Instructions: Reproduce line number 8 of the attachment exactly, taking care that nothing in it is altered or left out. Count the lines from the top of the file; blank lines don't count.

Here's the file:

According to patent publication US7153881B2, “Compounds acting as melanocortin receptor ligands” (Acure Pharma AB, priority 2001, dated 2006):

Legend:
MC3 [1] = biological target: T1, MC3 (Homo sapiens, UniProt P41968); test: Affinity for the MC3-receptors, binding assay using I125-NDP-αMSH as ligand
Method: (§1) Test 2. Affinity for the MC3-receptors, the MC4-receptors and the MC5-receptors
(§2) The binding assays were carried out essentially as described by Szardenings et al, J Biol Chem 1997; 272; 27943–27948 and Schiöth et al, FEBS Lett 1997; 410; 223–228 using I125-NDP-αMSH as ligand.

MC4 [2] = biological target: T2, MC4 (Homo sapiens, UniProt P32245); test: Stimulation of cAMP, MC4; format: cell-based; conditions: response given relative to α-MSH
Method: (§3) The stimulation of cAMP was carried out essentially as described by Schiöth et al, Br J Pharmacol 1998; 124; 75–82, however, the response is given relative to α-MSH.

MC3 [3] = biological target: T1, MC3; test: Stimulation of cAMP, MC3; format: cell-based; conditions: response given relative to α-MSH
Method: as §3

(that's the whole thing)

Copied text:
MC3 [3] = biological target: T1, MC3; test: Stimulation of cAMP, MC3; format: cell-based; conditions: response given relative to α-MSH